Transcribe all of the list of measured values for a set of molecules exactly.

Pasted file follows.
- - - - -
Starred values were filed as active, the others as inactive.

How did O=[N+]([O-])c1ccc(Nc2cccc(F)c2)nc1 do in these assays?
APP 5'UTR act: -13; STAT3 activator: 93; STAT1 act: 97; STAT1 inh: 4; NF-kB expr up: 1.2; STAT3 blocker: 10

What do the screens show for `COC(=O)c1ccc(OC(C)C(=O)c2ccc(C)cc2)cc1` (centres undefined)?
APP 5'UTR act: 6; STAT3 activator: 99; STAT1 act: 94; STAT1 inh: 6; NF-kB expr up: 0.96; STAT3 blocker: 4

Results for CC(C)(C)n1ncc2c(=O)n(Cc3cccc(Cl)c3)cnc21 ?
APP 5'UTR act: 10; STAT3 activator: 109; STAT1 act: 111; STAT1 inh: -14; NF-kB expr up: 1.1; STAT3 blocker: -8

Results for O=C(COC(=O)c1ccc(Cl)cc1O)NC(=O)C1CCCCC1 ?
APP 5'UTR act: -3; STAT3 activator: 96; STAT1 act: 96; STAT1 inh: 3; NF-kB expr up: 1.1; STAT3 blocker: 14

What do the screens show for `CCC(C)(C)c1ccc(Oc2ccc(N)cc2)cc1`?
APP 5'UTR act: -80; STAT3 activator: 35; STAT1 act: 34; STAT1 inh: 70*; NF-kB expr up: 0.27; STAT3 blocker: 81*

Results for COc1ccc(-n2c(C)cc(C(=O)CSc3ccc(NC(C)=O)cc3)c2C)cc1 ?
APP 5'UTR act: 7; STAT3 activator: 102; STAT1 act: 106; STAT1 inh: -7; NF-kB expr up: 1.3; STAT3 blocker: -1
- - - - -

Starred values were filed as active, the others as inactive.

How did O=[N+]([O-])c1ccc(Nc2cccc(F)c2)nc1 do in these assays?
APP 5'UTR act: -13; STAT3 activator: 93; STAT1 act: 97; STAT1 inh: 4; NF-kB expr up: 1.2; STAT3 blocker: 10

What do the screens show for `COC(=O)c1ccc(OC(C)C(=O)c2ccc(C)cc2)cc1` (centres undefined)?
APP 5'UTR act: 6; STAT3 activator: 99; STAT1 act: 94; STAT1 inh: 6; NF-kB expr up: 0.96; STAT3 blocker: 4

Results for CC(C)(C)n1ncc2c(=O)n(Cc3cccc(Cl)c3)cnc21 ?
APP 5'UTR act: 10; STAT3 activator: 109; STAT1 act: 111; STAT1 inh: -14; NF-kB expr up: 1.1; STAT3 blocker: -8

Results for O=C(COC(=O)c1ccc(Cl)cc1O)NC(=O)C1CCCCC1 ?
APP 5'UTR act: -3; STAT3 activator: 96; STAT1 act: 96; STAT1 inh: 3; NF-kB expr up: 1.1; STAT3 blocker: 14

What do the screens show for `CCC(C)(C)c1ccc(Oc2ccc(N)cc2)cc1`?
APP 5'UTR act: -80; STAT3 activator: 35; STAT1 act: 34; STAT1 inh: 70*; NF-kB expr up: 0.27; STAT3 blocker: 81*

Results for COc1ccc(-n2c(C)cc(C(=O)CSc3ccc(NC(C)=O)cc3)c2C)cc1 ?
APP 5'UTR act: 7; STAT3 activator: 102; STAT1 act: 106; STAT1 inh: -7; NF-kB expr up: 1.3; STAT3 blocker: -1